One in five residents of New York City may have already been infected with COVID-19, according to preliminary results from the first statewide antibody study.
An estimated 21.2 per cent of New York City residents tested positive for coronavirus antibodies in the ongoing study, suggesting they had the virus at some point and recovered, Gov. Andrew Cuomo said Thursday.
Statewide, nearly 14 per cent of New Yorkers tested positive for the antibodies. That adds up to an estimated 2.7 million infections statewide — more than 10 times the current number of confirmed cases in New York.
"This basically quantifies what we've been seeing anecdotally and what we have known," Cuomo told reporters, "but it puts numbers to it."
The study tested 3,000 people at grocery stores and other public locations in 19 counties to get a look at where and how widely the virus may have spread, and how many people may have already been infected.
“What we found so far is that the statewide number is 13.9 per cent tested positive for having the antibodies,” Cuomo said. “They were infected three weeks ago, four weeks ago, five weeks ago, six weeks ago, but they had the virus, they developed the antibodies and they are now recovered.”
The tests were done as part of an aggressive effort by New York to track the spread of the virus — a task that states around the country have struggled to complete in the face of supply shortages and limited access to diagnostic testing.
The results are preliminary, Cuomo cautioned, noting the study is based on a sample of people who were healthy enough to be “out and about shopping.”
“They were not people who were in their home, they were not people isolated, they were not people who were quarantined who you could argue probably had a lower rate of infection because they wouldn’t come out of the house,” he said.
One in five NYC residents tested positive for #COVID19 antibodies, according to initial data from a statewide study that suggests infection with the virus may be far more common than we knew.
Still, the findings will help New York’s response to the pandemic, which in just a few short weeks completely overwhelmed the state’s hospitals, emergency call centres, and other critical infrastructure.
The study will also help scientists get a better idea of how the virus spreads, who is most vulnerable, and how many people may have the virus without ever knowing it.
What do COVID-19 antibody tests actually tell us?
Scientists and government officials say widespread antibody testing will be a critical component in safely reopening the country, as it could provide an indicator of how many people have developed immunity to the virus.
While diagnostic tests can tell if someone is currently infected with COVID-19, antibody tests can determine whether a person’s immune system has responded to the virus.
The hope is that people who have had COVID-19 may be immune to it. Data from animal studies suggest that COVID-19 antibodies may grant at least partial, short-term immunity. There are also projects underway to determine whether plasma from people who have the antibodies can be used to develop treatments for those with severe cases of COVID-19.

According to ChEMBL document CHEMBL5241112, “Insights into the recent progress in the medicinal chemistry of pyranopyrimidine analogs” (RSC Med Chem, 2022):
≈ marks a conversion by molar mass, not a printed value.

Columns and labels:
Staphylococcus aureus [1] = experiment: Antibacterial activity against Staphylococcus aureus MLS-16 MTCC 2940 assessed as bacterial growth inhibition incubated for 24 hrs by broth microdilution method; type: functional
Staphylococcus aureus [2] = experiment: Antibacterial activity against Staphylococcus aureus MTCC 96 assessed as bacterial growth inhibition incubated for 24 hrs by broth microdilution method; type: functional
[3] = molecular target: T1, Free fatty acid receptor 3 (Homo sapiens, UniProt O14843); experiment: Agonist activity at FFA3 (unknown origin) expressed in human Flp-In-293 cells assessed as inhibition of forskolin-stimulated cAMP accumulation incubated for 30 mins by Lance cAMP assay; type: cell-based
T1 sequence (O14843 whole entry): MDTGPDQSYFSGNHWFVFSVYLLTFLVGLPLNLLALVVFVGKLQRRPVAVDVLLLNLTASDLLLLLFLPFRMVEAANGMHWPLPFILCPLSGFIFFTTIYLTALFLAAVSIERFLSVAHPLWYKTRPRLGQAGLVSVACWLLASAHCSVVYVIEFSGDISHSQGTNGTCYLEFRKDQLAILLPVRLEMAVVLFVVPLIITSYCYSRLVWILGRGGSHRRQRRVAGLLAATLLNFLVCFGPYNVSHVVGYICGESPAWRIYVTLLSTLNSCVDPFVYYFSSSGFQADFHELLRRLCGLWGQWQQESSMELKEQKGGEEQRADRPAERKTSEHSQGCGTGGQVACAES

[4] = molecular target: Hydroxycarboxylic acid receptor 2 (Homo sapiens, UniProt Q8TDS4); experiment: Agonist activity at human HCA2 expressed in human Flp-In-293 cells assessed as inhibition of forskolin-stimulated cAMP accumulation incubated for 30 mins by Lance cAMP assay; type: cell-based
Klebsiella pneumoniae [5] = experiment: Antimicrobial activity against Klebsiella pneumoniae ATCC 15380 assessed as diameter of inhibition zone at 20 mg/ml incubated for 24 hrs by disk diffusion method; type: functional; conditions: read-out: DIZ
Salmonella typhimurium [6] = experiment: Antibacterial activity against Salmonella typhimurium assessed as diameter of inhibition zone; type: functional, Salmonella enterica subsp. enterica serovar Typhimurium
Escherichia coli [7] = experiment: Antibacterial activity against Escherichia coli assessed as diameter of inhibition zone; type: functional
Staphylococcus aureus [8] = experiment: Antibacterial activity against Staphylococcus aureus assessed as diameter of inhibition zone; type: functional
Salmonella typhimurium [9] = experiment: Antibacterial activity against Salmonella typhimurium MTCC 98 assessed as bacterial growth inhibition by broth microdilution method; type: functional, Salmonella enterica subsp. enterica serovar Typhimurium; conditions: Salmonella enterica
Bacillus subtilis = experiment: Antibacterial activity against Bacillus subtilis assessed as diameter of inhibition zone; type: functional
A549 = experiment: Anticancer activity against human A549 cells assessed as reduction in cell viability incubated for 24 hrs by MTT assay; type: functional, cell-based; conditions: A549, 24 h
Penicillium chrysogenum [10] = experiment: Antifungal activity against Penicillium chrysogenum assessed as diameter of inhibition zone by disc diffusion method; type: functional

“Among the many uncertainties that remain about COVID-19 is how the human immune system responds to infection and what that means for the spread of the disease,” Harvard epidemiologist Marc Lipsitch wrote in a recent column in the New York Times. “Immunity after any infection can range from lifelong and complete to nearly nonexistent.”
Most people will have an immune response after being infected with COVID-19, Lipsitch said, but it’s not clear how much protection that provides or how long it lasts.
“That response, it may be assumed, will offer some protection over the medium term — at least a year — and then its effectiveness might decline,” he wrote.
Earlier this month, officials from the World Health Organization (WHO) warned that not everyone who recovers from COVID-19 will have the antibodies to fight off a second infection.
“With regards to recovery and then re-infection, I believe we do not have the answers to that. That is an unknown,” Dr. Mike Ryan, executive director of WHO's emergencies program, said at an April 13 news conference.
There are also concerns that false positive results on antibody tests could make people believe they’re protected from the virus when they’re actually still susceptible.
That’s among the reasons why experts are cautioning against making major policy-related decisions based on preliminary studies of a virus that we didn’t even know about six months ago.
In New York — the epicentre of the pandemic — officials appear to be heeding those warnings.
“We've made progress, but the coronavirus is alive and well in New York City,” Mayor Bill de Blasio wrote in a tweet Thursday. “We’re seeing thousands of new cases every day, and losing hundreds of lives. We're very much still in the thick of this fight.”
Cuomo was more blunt in his assessment, warning: “People will die if we get cocky about reopening.”